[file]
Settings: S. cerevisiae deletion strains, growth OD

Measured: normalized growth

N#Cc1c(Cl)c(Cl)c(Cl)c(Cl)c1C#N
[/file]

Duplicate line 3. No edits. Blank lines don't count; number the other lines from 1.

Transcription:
N#Cc1c(Cl)c(Cl)c(Cl)c(Cl)c1C#N